Renovation & Design

Wrong product likely used in fireplace application

Question: Hope you can offer a solution to this question. Last year we had a major renovation done, which included a new fireplace. The old brick one was removed and a gas insert and new surround were installed.

Our designer, who also functions as our contractor, came up with this design for the surround. The reno is quite contemporary, so in keeping with that, she found this design, which she wanted to duplicate for us. We have no mantel but above is a piece of walnut veneered wood, where the mantel would normally be. Below this is a one-piece quartz surround. Our designer was very particular about going with a single piece of quartz, rather than three pieces, which would require joints and "spoil the look". The installation was last April.

A couple of weeks ago we noticed a crack at the top right hand corner of the gas insert, which extends several inches above. When the fireplace is on the crack closes tight and opens when the flame is off.

Is this a design flaw, a fabrication flaw, or a defect in the quartz? My reading, so far, suggests a design flaw, where a one-piece surround will inevitably crack at the corners due to expansion of the top horizontal portion of the surround. This gets quite hot, expands and pushes against the vertical side pillars.

Who would be at fault here, the designer for the design flaw or the fabricator for supplying something they should know wouldn’t work? At least they should have known that there was a risk of cracking, which should have been explained to us. Our designer is currently in discussion with the quartz fabricator/installer. We are trying to anticipate their response. The initial thought from our designer is that the fabricator will offer to bond or fill the crack. Presumably that is the cheapest option.

My own thoughts currently are that it doesn’t make sense to do this, as the same stresses will continue to exert themselves and the quartz will crack again. To me the solution would seem to be replacement of the single piece with three pieces, to allow for expansion strips between the individual pieces.

Thanks, Peter Milner.


Answer: Incorporating a newer style surrounding an older fireplace may give it a much-desired facelift, but if the material is not suitable, serious problems can occur. Using a composite sheathing for the facade is asking for trouble and it should be replaced with heat resistant materials to prevent a reoccurrence, regardless of how it looks.

Too many times designers opt to try and use a building material in an unusual way to create a particular look, which may not be suitable for that use. Sometimes this may only cause a cosmetic defect like discolouration, lack of adherence, corrosion, or peeling, but in some cases, it can be more troublesome. In your situation, a product with poor heat resistance was used to replace one with excellent performance in this area.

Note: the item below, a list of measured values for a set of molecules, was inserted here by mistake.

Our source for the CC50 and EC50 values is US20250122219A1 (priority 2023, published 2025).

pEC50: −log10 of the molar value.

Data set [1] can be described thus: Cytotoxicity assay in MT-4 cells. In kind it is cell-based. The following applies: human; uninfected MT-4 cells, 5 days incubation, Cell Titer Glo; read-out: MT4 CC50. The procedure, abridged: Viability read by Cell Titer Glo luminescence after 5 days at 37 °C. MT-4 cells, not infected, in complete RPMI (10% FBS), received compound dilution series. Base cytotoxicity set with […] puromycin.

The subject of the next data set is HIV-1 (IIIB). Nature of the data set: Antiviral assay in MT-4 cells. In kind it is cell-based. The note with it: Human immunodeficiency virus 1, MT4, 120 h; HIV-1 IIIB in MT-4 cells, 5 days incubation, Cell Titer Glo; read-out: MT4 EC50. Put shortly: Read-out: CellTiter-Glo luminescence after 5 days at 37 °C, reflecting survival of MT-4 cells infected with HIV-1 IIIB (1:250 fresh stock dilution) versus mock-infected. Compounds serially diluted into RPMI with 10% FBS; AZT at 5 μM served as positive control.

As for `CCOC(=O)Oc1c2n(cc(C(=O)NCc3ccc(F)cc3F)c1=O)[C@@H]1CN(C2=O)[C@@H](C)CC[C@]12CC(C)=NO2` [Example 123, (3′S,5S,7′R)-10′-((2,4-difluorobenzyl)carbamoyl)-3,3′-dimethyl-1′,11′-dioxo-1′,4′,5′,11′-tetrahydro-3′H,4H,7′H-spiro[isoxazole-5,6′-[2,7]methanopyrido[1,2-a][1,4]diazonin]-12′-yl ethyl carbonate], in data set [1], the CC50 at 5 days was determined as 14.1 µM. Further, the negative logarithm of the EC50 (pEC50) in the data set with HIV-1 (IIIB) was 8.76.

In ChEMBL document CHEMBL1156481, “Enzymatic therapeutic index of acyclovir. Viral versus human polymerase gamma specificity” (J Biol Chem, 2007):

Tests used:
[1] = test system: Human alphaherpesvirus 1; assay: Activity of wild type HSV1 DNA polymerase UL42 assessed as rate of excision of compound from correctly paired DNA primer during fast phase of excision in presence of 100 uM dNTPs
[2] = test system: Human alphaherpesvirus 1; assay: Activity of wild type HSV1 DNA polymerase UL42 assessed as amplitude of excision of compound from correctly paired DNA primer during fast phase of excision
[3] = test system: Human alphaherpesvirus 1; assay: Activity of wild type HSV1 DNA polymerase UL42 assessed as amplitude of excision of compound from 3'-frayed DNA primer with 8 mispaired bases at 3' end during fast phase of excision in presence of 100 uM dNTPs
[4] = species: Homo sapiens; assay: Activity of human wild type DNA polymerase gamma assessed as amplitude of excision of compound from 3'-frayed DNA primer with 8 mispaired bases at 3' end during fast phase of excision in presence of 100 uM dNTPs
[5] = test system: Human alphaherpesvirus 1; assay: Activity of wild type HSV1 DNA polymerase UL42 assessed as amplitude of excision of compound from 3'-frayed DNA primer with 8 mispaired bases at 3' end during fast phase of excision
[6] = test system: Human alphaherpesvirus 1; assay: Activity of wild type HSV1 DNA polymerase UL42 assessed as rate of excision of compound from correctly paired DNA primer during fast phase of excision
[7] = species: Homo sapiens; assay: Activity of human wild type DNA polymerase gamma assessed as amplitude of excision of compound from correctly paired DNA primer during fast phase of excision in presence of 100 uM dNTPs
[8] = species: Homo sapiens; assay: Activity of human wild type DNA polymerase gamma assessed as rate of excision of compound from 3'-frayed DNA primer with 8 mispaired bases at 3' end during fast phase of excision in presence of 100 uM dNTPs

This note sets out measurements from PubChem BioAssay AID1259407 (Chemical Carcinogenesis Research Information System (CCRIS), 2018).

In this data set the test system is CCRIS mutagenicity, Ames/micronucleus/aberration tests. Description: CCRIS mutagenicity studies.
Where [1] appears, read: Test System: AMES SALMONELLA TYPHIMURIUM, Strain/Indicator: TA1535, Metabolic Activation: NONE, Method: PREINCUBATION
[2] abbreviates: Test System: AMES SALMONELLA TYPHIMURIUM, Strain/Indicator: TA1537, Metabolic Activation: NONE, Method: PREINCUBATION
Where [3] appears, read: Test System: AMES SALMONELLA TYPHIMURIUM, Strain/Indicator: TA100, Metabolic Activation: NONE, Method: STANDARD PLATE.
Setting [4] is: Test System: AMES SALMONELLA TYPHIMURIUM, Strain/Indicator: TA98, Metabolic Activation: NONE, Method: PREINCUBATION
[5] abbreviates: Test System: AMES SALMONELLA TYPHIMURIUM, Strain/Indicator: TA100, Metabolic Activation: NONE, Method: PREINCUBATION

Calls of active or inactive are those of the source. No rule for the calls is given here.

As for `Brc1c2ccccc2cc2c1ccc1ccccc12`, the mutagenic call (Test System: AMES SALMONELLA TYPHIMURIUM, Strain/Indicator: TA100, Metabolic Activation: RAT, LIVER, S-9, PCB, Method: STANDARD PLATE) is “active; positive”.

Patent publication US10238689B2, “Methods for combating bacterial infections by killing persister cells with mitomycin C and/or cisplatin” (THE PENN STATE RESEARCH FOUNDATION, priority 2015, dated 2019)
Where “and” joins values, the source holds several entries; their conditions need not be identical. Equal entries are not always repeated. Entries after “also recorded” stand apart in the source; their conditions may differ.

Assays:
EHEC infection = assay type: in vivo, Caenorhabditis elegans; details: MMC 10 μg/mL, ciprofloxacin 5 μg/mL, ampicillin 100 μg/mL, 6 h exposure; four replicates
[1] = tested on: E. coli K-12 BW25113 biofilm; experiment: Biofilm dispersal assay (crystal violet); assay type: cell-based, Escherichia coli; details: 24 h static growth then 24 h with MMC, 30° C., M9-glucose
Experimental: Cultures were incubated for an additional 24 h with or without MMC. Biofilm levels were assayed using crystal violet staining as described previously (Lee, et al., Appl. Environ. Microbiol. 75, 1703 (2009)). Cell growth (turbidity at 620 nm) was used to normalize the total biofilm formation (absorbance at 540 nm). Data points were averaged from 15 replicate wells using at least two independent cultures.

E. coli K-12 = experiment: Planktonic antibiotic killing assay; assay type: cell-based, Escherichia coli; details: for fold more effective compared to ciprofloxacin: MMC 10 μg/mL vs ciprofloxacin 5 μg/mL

Clay bricks have been used for centuries for fireplaces and hearths due to their excellent fire-resistance and other properties. This would have made them an outstanding choice for the original wood-burning hearth, but could also have been left in place for the newer gas-fired unit. Even though the new fireplace requires much less clearance to combustibles than the old wood burner, it still produces a significant amount of heat when operating. If the materials immediately below, in front, and surrounding the gas-fired appliance are not heat resistant, they may become damaged or a safety hazard.

Your efforts to modernize the look of your fireplace area may have been well-intentioned, but the desire for form over function has created a serious defect that will now have to be remediated. Modern sheathing material known as quartz, most frequently used in homes for countertops, is a bit of misnomer. True quartz is naturally occurring crystalline mineral made up of silicon and oxygen. It can occur in many different colours and is often used for precious or semi-precious stones in jewellery. Quartz sheathing is composed of ground up stone biproducts mixed with polymers and plastic resins. Most of the raw material would otherwise be waste, so quartz products are quite environmentally friendly. When this engineered product is complete it has the general appearance and hardness of natural stone, like granite. Unfortunately, it does not have the same heat resistant properties as granite, or other masonry products like brick, due to the plastic resin binders.

Because of the nature of the quartz sheathing used by your designer/contractor in the area immediately adjacent to the hot fireplace, it will be subject to damage. The crack you have observed is likely due to excessive expansion and contraction due to changes in temperature in that area. The fact that it closes up when the fireplace is lit is proof that the material is expanding in response to the heat produced. In my opinion, the defect in your renovation is use of an improper product, which may still have failed if installed in the alternative method you proposed. If this material was natural stone, or another ceramic or masonry product, it may have been fine, but would likely not have been available in the same dimensions.

Regardless of the exact details of the installation of the quartz sheathing around your fireplace, it was the wrong type of product for this application. Replacing it with a naturally heat-resistant material will be the only permanent solution, even if the desired look is not achieved.

Ari Marantz is the owner of Trained Eye Home Inspection Ltd. and the past president of the Canadian Association of Home & Property Inspectors — Manitoba ( Questions can be emailed to the address below. Ari can be reached at 204-291-5358 or check out his website at




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